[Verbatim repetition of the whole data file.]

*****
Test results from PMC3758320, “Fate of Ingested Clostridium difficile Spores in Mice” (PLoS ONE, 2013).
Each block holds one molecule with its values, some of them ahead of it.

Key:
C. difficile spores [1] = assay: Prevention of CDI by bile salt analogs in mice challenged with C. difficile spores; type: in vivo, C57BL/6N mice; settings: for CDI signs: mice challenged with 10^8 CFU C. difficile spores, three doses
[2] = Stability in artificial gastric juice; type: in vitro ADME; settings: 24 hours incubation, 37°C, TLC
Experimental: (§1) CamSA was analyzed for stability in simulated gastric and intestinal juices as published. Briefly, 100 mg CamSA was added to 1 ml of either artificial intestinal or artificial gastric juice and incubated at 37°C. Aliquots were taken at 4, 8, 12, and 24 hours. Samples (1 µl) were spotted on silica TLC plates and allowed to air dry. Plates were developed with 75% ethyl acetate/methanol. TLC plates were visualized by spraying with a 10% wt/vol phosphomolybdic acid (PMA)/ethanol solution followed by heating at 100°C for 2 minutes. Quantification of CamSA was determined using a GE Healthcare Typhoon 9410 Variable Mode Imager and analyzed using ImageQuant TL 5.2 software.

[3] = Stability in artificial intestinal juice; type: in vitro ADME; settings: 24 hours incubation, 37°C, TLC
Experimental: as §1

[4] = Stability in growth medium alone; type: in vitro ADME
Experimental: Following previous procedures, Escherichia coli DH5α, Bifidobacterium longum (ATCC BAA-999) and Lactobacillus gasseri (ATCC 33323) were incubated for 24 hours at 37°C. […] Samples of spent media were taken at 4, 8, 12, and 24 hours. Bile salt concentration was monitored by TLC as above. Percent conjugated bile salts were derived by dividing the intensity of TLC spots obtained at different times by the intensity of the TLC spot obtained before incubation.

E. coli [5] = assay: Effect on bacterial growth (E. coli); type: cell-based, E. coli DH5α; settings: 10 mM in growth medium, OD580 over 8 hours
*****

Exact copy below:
Test results from PMC3758320, “Fate of Ingested Clostridium difficile Spores in Mice” (PLoS ONE, 2013).
Each block holds one molecule with its values, some of them ahead of it.

Key:
C. difficile spores [1] = assay: Prevention of CDI by bile salt analogs in mice challenged with C. difficile spores; type: in vivo, C57BL/6N mice; settings: for CDI signs: mice challenged with 10^8 CFU C. difficile spores, three doses
[2] = Stability in artificial gastric juice; type: in vitro ADME; settings: 24 hours incubation, 37°C, TLC
Experimental: (§1) CamSA was analyzed for stability in simulated gastric and intestinal juices as published. Briefly, 100 mg CamSA was added to 1 ml of either artificial intestinal or artificial gastric juice and incubated at 37°C. Aliquots were taken at 4, 8, 12, and 24 hours. Samples (1 µl) were spotted on silica TLC plates and allowed to air dry. Plates were developed with 75% ethyl acetate/methanol. TLC plates were visualized by spraying with a 10% wt/vol phosphomolybdic acid (PMA)/ethanol solution followed by heating at 100°C for 2 minutes. Quantification of CamSA was determined using a GE Healthcare Typhoon 9410 Variable Mode Imager and analyzed using ImageQuant TL 5.2 software.

[3] = Stability in artificial intestinal juice; type: in vitro ADME; settings: 24 hours incubation, 37°C, TLC
Experimental: as §1

[4] = Stability in growth medium alone; type: in vitro ADME
Experimental: Following previous procedures, Escherichia coli DH5α, Bifidobacterium longum (ATCC BAA-999) and Lactobacillus gasseri (ATCC 33323) were incubated for 24 hours at 37°C. […] Samples of spent media were taken at 4, 8, 12, and 24 hours. Bile salt concentration was monitored by TLC as above. Percent conjugated bile salts were derived by dividing the intensity of TLC spots obtained at different times by the intensity of the TLC spot obtained before incubation.

E. coli [5] = assay: Effect on bacterial growth (E. coli); type: cell-based, E. coli DH5α; settings: 10 mM in growth medium, OD580 over 8 hours